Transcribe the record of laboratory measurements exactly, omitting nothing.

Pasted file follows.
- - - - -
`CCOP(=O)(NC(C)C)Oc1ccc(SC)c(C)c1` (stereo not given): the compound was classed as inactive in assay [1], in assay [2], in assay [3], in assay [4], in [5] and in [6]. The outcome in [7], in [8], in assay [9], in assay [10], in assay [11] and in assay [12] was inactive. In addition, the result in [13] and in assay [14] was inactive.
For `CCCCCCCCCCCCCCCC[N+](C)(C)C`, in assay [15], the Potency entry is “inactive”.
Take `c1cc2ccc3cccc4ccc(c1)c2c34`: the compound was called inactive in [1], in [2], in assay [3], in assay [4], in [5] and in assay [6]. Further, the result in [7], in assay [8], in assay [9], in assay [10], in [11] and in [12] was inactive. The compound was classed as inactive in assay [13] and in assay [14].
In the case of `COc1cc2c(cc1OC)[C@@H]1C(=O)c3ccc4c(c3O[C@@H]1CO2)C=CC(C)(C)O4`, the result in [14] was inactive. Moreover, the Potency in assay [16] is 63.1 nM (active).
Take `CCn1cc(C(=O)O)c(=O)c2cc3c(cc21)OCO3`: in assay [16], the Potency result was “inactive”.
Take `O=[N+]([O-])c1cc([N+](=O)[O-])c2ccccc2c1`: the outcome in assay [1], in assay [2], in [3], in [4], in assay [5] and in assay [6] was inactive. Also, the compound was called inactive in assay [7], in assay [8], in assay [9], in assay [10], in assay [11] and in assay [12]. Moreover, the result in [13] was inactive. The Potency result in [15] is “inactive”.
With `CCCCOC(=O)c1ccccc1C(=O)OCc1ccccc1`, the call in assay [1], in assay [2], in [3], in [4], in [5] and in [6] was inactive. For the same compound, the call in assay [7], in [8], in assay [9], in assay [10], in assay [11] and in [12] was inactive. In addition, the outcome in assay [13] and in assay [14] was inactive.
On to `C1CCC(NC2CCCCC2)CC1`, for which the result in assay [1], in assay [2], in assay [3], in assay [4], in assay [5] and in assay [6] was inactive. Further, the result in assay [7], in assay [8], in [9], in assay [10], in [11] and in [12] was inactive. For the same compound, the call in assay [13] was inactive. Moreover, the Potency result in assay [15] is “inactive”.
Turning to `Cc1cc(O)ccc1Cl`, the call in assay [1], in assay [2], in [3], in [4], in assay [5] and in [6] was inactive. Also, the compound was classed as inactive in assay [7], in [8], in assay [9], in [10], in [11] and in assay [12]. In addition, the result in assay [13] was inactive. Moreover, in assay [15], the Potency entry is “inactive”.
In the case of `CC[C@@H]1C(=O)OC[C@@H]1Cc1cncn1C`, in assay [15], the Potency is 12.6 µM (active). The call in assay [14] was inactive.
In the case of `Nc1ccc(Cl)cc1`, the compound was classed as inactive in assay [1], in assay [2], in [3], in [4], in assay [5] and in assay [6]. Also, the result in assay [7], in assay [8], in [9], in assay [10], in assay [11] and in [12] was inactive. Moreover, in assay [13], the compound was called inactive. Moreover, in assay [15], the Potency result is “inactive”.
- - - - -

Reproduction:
`CCOP(=O)(NC(C)C)Oc1ccc(SC)c(C)c1` (stereo not given): the compound was classed as inactive in assay [1], in assay [2], in assay [3], in assay [4], in [5] and in [6]. The outcome in [7], in [8], in assay [9], in assay [10], in assay [11] and in assay [12] was inactive. In addition, the result in [13] and in assay [14] was inactive.
For `CCCCCCCCCCCCCCCC[N+](C)(C)C`, in assay [15], the Potency entry is “inactive”.
Take `c1cc2ccc3cccc4ccc(c1)c2c34`: the compound was called inactive in [1], in [2], in assay [3], in assay [4], in [5] and in assay [6]. Further, the result in [7], in assay [8], in assay [9], in assay [10], in [11] and in [12] was inactive. The compound was classed as inactive in assay [13] and in assay [14].
In the case of `COc1cc2c(cc1OC)[C@@H]1C(=O)c3ccc4c(c3O[C@@H]1CO2)C=CC(C)(C)O4`, the result in [14] was inactive. Moreover, the Potency in assay [16] is 63.1 nM (active).
Take `CCn1cc(C(=O)O)c(=O)c2cc3c(cc21)OCO3`: in assay [16], the Potency result was “inactive”.
Take `O=[N+]([O-])c1cc([N+](=O)[O-])c2ccccc2c1`: the outcome in assay [1], in assay [2], in [3], in [4], in assay [5] and in assay [6] was inactive. Also, the compound was called inactive in assay [7], in assay [8], in assay [9], in assay [10], in assay [11] and in assay [12]. Moreover, the result in [13] was inactive. The Potency result in [15] is “inactive”.
With `CCCCOC(=O)c1ccccc1C(=O)OCc1ccccc1`, the call in assay [1], in assay [2], in [3], in [4], in [5] and in [6] was inactive. For the same compound, the call in assay [7], in [8], in assay [9], in assay [10], in assay [11] and in [12] was inactive. In addition, the outcome in assay [13] and in assay [14] was inactive.
On to `C1CCC(NC2CCCCC2)CC1`, for which the result in assay [1], in assay [2], in assay [3], in assay [4], in assay [5] and in assay [6] was inactive. Further, the result in assay [7], in assay [8], in [9], in assay [10], in [11] and in [12] was inactive. For the same compound, the call in assay [13] was inactive. Moreover, the Potency result in assay [15] is “inactive”.
Turning to `Cc1cc(O)ccc1Cl`, the call in assay [1], in assay [2], in [3], in [4], in assay [5] and in [6] was inactive. Also, the compound was classed as inactive in assay [7], in [8], in assay [9], in [10], in [11] and in assay [12]. In addition, the result in assay [13] was inactive. Moreover, in assay [15], the Potency entry is “inactive”.
In the case of `CC[C@@H]1C(=O)OC[C@@H]1Cc1cncn1C`, in assay [15], the Potency is 12.6 µM (active). The call in assay [14] was inactive.
In the case of `Nc1ccc(Cl)cc1`, the compound was classed as inactive in assay [1], in assay [2], in [3], in [4], in assay [5] and in assay [6]. Also, the result in assay [7], in assay [8], in [9], in assay [10], in assay [11] and in [12] was inactive. Moreover, in assay [13], the compound was called inactive. Moreover, in assay [15], the Potency result is “inactive”.